Next, we headed to Foz do Iguazu to see Iguazu Falls, which span 1.7 miles along the border of Brazil and Argentina. The fastest way to get to the Brazilian section is via Argentina. As soon as we entered Argentina, the asphalt became significantly worse. There was hardly any other traffic on the road, and the vehicles that were there were rusty, rickety wrecks. At 5 p.m. we still had about 60 miles to go. Suddenly, the gray asphalt turned into red sand covered with pebbles and stones. My first thought was that this would be an awful place to get a flat tire. I passed an army post, relieved that the off-road part in Argentina was behind us. Then I noticed Lia wasn’t there. She hadn’t been that far behind me, had she? I waited a little longer, and then I turned around. Soon I saw her and discovered that she had a punctured front tire.

At the army post, four men helped us remove the bike’s front wheel and change the inner tube, but we couldn’t get the tire back on the wheel. We decided to go to a gomeria (tire center). In the pitch dark, after more than six hours, the tire was finally put back on the motorcycle and we left for the final 20 miles of the day’s ride. We arrived at the falls at half past midnight. The next morning we went to the Brazilian side of the falls. With 275 individual drops and reaching 269 feet at their highest point, the falls are a magnificent sight.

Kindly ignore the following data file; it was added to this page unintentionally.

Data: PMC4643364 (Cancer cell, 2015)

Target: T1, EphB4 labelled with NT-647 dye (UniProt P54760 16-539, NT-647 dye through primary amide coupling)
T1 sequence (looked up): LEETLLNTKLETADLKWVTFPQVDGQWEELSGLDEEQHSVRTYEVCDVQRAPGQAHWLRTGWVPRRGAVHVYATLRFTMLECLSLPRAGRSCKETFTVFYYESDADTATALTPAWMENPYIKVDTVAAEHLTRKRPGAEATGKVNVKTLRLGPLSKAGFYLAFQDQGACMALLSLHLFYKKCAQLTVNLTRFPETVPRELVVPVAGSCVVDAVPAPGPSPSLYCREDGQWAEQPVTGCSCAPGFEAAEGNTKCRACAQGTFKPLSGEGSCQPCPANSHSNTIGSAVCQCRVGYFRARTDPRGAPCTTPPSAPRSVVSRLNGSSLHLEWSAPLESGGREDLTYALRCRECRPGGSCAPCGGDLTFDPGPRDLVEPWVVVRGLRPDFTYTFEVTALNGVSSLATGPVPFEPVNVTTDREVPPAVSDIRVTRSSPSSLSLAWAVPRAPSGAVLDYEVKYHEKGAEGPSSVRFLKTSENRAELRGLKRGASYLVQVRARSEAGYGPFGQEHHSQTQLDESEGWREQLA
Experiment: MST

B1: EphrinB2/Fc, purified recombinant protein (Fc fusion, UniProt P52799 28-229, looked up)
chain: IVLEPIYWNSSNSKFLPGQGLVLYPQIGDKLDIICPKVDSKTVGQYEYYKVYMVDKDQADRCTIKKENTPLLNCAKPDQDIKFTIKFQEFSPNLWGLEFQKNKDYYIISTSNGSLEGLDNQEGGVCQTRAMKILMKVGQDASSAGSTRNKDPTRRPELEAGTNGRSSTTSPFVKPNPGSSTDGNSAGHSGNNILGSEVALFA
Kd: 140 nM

Border Crossings
Having admired the falls from the Brazilian side, we decided to view them from above during a helicopter flight. We saved the Argentinian side for the next day. But we did pay a visit to Parque das Aves, the biggest bird park in South America, where we saw the most amazingly colored hornbills and toucans.

Foz do IguazuThe Argentinian side of Iguazu Falls is also amazing, and we experienced it in a completely different way: seated in a rubber boat, with the water gushing over us and leaving us thoroughly soaked. We spent only a day in Argentina, and then we crossed the border to Uruguay. That’s where the fantastic part of this trip with Lia came to an end and the second part of the great adventure, with Carli, began!


Text and Photography: Irene Wouters